Dr. Cochav Elkayam-Levy took a deep breath after warning the audience about the graphic horrors she was about to relate. Then she described just some of the overwhelming visual evidence that has emerged of the Oct. 7 Hamas attack on Israel: a young concert-goer, stripped from the waist down, frozen by rigor mortis into a spread-eagle position, her body partially burned. A young woman, similarly exposed in death, torn underwear hanging off one naked leg. Rape victims paraded through the streets of Gaza, blood gushing from between their legs.
The list went on. And on. Compiled from various sources — Hamas footage, first responders, workers who handle corpses, survivor accounts — these testimonials formed the basis of a webinar this week entitled, “The Unspeakable Terror: Gender-Based Violence on Oct. 7.” Organized by Jewish students at Harvard Medical, Dental, Law, and Business schools, it accrued more than 4,500 registrants and, in the days after, more than 20,000 viewers.
Why such great interest in the horrors perpetrated by Hamas against women and girls on Oct. 7? We believe it reflects the relative lack of attention until now to the brutal sexual and gender-based violence that took place as part of Hamas’s assaults.
Despite the circulation of the evidence Dr. Elkayam-Levy shared, worldwide organizations dedicated to women’s and human rights have stayed largely silent.
“The evidence is undeniable, yet we find ourselves fighting a dual battle,” said Elkayam-Levy, chair of the Israeli Civil Commission on Oct. 7th Crimes by Hamas Against Women and Children. “One against these atrocities and another against global silence. And we see the same mechanism of denial that we recognize from individual rape.”
Others share her concern, and a petition calling on UN Women to address the crimes against Israeli women is taking on momentum, with more than 180,000 signatures; the hashtag #MeToo_UNless_UR_a_Jew has been trending on X.
As a Harvard School of Dental Medicine student who helped organize the event, and a Harvard Medical School associate professor of medicine and psychiatry who moderated that panel, we found hope in some of the experts’ reports: The act of rape, once widely accepted as part of the “spoils of war,” is now recognized as a prosecutable war crime, even a crime against humanity when it is perpetrated systematically.
But other statements were heartbreaking, including that most or all of Oct. 7 rape victims were either killed or abducted, and are thus not able to tell their stories to the world. Webinar participants said that the forensic evidence shows extreme sexual violence, including genital mutilation and assaults brutal enough to break pelvic bones. Some accounts describe abject sadism like cutting off a woman’s breast and tossing it as a plaything.
Perhaps the most poignant and vexing comment at the event came from a physician who posed an age-old question: How could they? There are rumors the attackers were intoxicated with drugs, the physician said, but “even with drugs, how can someone do such an act that is not human?”
The visual and forensic findings add to the urgent need to provide medical care to the hostages now held in Gaza, Dr. Devora Bauman of Hadassah Medical Center in Jerusalem said in the webinar.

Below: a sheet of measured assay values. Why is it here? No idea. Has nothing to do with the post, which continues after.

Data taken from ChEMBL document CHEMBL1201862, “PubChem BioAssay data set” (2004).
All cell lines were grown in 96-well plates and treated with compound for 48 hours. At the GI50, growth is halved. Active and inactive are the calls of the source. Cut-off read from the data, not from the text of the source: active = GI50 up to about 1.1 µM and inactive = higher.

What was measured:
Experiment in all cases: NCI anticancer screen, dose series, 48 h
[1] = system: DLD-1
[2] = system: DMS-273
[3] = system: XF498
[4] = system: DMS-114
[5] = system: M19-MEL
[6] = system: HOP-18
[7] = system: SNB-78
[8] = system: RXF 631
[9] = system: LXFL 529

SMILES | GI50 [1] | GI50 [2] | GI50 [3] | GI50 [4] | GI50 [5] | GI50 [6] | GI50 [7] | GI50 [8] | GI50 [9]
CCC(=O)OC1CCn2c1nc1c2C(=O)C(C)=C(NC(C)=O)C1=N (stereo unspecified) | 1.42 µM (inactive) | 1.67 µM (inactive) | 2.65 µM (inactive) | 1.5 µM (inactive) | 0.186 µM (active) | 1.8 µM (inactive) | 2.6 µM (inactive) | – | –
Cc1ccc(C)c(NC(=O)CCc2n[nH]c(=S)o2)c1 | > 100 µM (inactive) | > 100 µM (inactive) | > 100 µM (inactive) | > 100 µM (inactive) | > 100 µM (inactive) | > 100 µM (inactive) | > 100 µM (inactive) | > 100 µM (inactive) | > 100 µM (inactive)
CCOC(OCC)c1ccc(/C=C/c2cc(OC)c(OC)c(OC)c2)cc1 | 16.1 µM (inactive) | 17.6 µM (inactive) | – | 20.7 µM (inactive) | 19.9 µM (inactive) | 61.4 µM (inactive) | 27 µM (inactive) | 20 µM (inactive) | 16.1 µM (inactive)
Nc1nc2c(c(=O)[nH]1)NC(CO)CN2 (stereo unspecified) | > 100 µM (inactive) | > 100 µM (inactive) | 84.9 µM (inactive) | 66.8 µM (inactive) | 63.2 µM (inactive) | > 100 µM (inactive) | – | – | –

Rape victims often have genital injuries, she said, and severe vaginal tearing, if not repaired, can lead to death. Care for pregnant and postpartum women is essential; there are reports that at least one hostage has given birth while in Hamas captivity and others face the very real possibility of impregnation by their rapists.
Just as these Israeli experts on the webinar are feeling abandoned by their colleagues in the global women’s rights communities, so are the families of the female hostages held in Gaza. “Where are you? Where is your voice? Why is it not heard?” said Kinneret Stern, a relative of a hostage, told Reuters.
UN Women has issued a report on girls and women in Gaza, but it does not mention the Israeli victims of Hamas’ attacks. The Global Fund for Women, despite making a blanket statement “condemn[ing] the violence of Israel and Hamas against civilians,” has focused its efforts on calling for a cease-fire and drawing attention to the plight of Palestinian women, without mentioning Israeli victims of Hamas. The NGO Working Group on Women, Peace, and Security issued a statement on the plight of Palestinian women without any mention of Israeli women, hostages, or sexual assault attacks.
The Israeli experts on the webinar reported on testimonies from captured terrorists and documents found on the deceased — that the attackers received special religious dispensation to abuse women “in order to instill fear in the Israeli population.” If sadism was an intentional strategy, that offers further explanation for what the terrorists did to women, children, and men.
The world outcry against rape and war crimes must be resounding and universal. The collective response must be unequivocal and consistent. As a collective, we must define and uphold our societal principles of justice and morality.
On the webinar, Orit Sulitzeanu, who leads Israel’s association of rape crisis centers, shared her sense that the world changed irrevocably on Oct. 7 — for everyone. “It’s not just terror, it’s sadism,” she said, inflicted on civilians in their homes. “I want the people listening to understand that this could happen everywhere. And if you don’t fight it, it can happen even to you.”
Dr. Elizabeth Gaufberg is an associate professor of medicine and psychiatry at Harvard Medical School, and a physician and educator at The Cambridge Health Alliance. Cami Tussie is a third-year student at Harvard School of Dental Medicine and president of the HMS/HSDM Maimonides Society, a Jewish student organization.